When you’re adding internal links, make sure that each link points to a relevant page of your site with sensible anchor text.
A mobile responsive site is one that looks good and works perfectly across all screen sizes, including smaller cell phones.
In 2021, Google rolled out the page experience update, which considers a number of factors relating to the user experience. Site owners should check their ‘page experience score’ within Google Search Console. An important aspect of this update is Core Web Vitals, and this should be prioritized when considering mobile responsiveness.
Optimizing Image and Content Metadata
Using attractive images makes your website visually appealing. As well as choosing high-quality, relevant images, you should always optimize your images for search.
Image optimization involves using keywords in the file name, as well as adding helpful alt text and a description—this is great for search discoverability and helps with web accessibility. You’ll also want to make sure your images are the optimum size and format to avoid slowing your website down.
Content metadata helps to explain your site content to search engines. This involves the use of attributes such as title tags and meta descriptions.
It’s a wise idea to spend some time going through your website to make sure you’ve optimized your images and your content.
Providing a Positive User Experience
Providing a positive user experience should be at the heart of everything you do on your website. This isn’t just beneficial to your local SEO campaign. If someone can’t find what they’re looking for on your site because the layout is confusing, for example, they’re almost certain to return to the search results and visit a competitor instead.
Building Local Citations
Local citations are mentions of your business name, address, phone number, and website (NAPW) on third-party sites such as review platforms and business directories.
In addition to helping Google verify certain details about your business, you may also get a potentially beneficial backlink to further boost your local search engine visibility.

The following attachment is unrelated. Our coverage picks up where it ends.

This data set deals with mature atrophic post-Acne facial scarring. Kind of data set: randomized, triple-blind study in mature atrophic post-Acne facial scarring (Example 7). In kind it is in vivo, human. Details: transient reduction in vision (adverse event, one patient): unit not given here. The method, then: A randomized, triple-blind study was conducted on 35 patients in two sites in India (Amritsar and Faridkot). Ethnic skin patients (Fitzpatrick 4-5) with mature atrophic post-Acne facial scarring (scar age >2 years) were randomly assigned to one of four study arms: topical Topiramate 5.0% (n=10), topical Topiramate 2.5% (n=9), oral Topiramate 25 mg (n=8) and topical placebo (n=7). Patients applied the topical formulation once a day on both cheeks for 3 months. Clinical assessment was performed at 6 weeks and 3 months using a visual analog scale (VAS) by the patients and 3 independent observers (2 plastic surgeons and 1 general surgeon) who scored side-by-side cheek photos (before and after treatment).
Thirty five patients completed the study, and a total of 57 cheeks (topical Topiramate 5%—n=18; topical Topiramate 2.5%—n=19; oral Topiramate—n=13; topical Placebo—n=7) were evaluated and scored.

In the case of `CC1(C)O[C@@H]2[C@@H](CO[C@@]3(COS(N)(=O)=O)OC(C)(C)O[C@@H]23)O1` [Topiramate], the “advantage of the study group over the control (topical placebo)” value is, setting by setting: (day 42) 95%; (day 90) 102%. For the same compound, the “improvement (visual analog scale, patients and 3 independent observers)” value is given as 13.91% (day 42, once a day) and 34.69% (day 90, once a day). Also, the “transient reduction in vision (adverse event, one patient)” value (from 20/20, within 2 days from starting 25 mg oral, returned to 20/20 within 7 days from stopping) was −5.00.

Local citations can drive more traffic to your business too. As you can see in the image below, these listings provide a range of useful information, such as reviews, driving directions, opening hours, and images. This helps a business to create a more comprehensive profile and helps a searcher find the best fit.
Get your business listed where it matters
Monitoring Your Competitive Search Landscape
Keeping an eye on your competitors will help you to understand what they’re doing well and whether you should adjust your own strategy.
Focus on the kind of content they’re creating, the keywords they’re targeting, and where they’re getting their backlinks from. It’s also a good idea to check out where they have citations and what their review profile looks like.
Monitoring Changes in Google
Google is consistently making changes to its search algorithms, often without any official warning. Monitoring volatility in the search results is a great way to stay informed about any potential algorithm updates. Lots of ranking changes can signal that something has changed, which means you might need to change your SEO strategy. LocalRank Flux is an efficient tool for this purpose and is free to use.
Local Link Building
Link building is one of the most important ranking factors for local SEO. It helps search engines understand the local relevance of a business, while also demonstrating the value of the content that’s generated the link.
To get started with building local links, prioritize good quality content creation, check where your competitors are getting theirs from, reach out to other nearby businesses, and build local citations.
To boost their local search visibility, less scrupulous businesses may engage in spammy tactics. This might involve keyword stuffing in the business name, listing inaccurate location information, or creating entirely fake accounts.
Although it can be frustrating when you’re outranked by a spam profile, you do have the opportunity to fight back. If you believe a business is violating Google’s guidelines in any way, you can report it.
Fighting spam is time-consuming, but it can also be extremely worthwhile if it pushes your profile up the rankings.
Local SEO Reporting
If you’re a marketer working with local clients, then creating reports to document your progress is essential. This is a simple way to keep clients up to date on your actions as well as to demonstrate your value.
Your reports might include key metrics such as web traffic, conversion rate, search rankings, new links, and bounce rate. However, the data that you track and report will vary from client to client depending on what their specific goals are.
Learning how to create relevant and engaging reports will help you to produce fantastic insights for your clients that prove your worth.
Getting Started with Local SEO
You should now be able to confidently answer the question, “What is local SEO marketing?” and understand its value to any local business.
If you’re ready to improve your location marketing, our local SEO Learning Hub contains all of the information you need to elevate your local search performance.